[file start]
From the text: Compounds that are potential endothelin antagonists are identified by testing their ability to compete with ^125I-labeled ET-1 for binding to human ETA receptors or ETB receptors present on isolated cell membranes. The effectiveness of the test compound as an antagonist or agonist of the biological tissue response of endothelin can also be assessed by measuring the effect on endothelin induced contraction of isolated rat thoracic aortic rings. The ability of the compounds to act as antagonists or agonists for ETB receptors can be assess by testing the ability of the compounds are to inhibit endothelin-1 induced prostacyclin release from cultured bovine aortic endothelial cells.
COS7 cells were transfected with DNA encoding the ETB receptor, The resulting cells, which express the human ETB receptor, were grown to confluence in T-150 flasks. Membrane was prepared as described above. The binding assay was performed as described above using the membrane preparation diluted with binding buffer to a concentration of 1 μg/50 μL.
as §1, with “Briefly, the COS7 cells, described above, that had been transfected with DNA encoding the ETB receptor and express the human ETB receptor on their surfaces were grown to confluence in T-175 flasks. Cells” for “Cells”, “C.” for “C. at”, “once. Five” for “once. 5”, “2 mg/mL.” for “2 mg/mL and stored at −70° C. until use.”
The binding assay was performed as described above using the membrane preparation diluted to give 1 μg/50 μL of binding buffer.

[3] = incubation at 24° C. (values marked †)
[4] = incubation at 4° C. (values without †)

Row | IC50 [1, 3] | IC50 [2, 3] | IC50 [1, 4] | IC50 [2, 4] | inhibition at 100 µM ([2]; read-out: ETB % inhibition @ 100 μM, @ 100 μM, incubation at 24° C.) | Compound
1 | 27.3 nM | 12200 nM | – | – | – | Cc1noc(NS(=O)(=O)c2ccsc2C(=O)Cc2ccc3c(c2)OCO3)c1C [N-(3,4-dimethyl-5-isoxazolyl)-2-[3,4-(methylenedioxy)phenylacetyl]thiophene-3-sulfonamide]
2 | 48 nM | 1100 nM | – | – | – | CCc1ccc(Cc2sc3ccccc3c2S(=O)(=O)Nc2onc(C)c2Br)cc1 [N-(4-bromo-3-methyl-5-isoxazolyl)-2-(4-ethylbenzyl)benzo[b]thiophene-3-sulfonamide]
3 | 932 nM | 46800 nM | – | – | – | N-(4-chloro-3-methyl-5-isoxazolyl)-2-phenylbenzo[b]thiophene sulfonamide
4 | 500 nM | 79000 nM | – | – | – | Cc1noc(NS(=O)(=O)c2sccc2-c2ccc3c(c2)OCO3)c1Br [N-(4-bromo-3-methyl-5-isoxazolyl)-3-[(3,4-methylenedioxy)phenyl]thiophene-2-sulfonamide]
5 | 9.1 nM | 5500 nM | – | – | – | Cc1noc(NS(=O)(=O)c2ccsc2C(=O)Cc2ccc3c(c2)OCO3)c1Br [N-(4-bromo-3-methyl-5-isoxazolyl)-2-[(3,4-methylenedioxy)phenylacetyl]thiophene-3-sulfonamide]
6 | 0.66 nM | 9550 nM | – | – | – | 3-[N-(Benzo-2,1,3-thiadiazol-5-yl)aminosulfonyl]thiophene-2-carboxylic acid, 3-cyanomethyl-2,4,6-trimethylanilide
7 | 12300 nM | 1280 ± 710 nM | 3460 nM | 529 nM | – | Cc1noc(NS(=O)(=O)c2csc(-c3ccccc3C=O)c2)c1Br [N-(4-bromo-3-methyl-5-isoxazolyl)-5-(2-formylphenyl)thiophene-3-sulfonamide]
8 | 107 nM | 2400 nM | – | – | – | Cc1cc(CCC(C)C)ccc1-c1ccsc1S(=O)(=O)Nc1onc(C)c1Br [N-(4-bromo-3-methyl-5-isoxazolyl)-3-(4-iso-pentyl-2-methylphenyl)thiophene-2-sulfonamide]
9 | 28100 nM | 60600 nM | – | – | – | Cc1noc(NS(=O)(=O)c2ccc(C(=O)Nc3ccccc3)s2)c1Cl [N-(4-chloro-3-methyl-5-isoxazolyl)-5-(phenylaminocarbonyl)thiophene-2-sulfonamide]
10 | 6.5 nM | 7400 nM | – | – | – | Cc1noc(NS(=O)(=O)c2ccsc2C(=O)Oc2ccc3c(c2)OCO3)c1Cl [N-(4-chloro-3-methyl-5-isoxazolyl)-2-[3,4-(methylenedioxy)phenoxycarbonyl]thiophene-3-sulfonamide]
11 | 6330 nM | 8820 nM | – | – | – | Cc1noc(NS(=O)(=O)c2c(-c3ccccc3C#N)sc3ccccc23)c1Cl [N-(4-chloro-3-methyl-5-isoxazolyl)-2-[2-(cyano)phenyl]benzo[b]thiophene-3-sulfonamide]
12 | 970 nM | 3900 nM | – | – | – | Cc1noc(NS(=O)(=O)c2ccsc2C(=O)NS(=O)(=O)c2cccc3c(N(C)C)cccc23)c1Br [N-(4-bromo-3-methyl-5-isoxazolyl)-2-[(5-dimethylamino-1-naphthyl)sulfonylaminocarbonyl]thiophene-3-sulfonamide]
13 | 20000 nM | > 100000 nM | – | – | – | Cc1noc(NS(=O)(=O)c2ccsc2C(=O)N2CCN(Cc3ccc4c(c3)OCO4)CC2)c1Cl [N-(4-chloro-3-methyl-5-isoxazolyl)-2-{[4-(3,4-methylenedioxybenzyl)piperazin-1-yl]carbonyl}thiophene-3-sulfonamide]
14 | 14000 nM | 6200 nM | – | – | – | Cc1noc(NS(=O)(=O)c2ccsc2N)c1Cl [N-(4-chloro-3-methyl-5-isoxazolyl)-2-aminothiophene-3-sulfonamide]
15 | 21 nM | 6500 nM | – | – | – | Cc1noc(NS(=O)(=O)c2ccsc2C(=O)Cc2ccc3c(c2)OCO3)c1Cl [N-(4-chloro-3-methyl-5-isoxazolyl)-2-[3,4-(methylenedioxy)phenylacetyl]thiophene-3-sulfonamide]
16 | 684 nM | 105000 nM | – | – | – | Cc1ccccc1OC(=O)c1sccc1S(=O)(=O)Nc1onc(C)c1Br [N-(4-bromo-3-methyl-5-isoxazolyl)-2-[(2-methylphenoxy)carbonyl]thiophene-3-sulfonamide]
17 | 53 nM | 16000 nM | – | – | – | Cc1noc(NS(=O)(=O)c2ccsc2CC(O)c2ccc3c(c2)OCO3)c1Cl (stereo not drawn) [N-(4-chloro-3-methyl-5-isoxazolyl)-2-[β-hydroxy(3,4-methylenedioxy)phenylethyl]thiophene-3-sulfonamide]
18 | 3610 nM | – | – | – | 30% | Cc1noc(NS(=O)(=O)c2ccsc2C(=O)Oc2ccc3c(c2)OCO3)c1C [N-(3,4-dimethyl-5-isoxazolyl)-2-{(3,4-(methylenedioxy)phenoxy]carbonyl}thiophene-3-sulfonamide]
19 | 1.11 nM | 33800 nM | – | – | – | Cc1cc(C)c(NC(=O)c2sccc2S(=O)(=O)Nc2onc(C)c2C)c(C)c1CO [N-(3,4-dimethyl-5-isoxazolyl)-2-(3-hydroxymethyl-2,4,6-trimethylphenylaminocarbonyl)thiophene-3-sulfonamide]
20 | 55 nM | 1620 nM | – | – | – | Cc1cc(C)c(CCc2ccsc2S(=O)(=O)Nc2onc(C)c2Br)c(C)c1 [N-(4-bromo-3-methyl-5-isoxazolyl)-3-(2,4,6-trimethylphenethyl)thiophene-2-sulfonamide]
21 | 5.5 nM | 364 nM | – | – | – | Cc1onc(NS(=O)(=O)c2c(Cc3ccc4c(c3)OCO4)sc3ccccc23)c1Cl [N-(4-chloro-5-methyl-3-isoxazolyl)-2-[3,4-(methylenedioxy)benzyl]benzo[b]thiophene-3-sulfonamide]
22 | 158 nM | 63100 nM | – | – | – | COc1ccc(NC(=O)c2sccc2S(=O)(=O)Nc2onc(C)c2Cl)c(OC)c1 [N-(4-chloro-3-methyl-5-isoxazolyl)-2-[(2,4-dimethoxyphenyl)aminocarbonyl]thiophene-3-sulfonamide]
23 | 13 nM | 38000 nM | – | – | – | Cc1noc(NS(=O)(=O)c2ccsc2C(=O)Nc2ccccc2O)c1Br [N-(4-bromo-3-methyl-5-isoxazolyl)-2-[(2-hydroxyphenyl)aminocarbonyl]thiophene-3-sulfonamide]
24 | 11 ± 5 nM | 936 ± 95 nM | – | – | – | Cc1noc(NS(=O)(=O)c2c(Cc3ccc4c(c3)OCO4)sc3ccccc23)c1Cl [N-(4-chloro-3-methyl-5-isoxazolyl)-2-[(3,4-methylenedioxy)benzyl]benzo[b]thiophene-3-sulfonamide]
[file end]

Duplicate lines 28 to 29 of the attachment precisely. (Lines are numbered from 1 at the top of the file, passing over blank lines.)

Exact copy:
21 | 5.5 nM | 364 nM | – | – | – | Cc1onc(NS(=O)(=O)c2c(Cc3ccc4c(c3)OCO4)sc3ccccc23)c1Cl [N-(4-chloro-5-methyl-3-isoxazolyl)-2-[3,4-(methylenedioxy)benzyl]benzo[b]thiophene-3-sulfonamide]
22 | 158 nM | 63100 nM | – | – | – | COc1ccc(NC(=O)c2sccc2S(=O)(=O)Nc2onc(C)c2Cl)c(OC)c1 [N-(4-chloro-3-methyl-5-isoxazolyl)-2-[(2,4-dimethoxyphenyl)aminocarbonyl]thiophene-3-sulfonamide]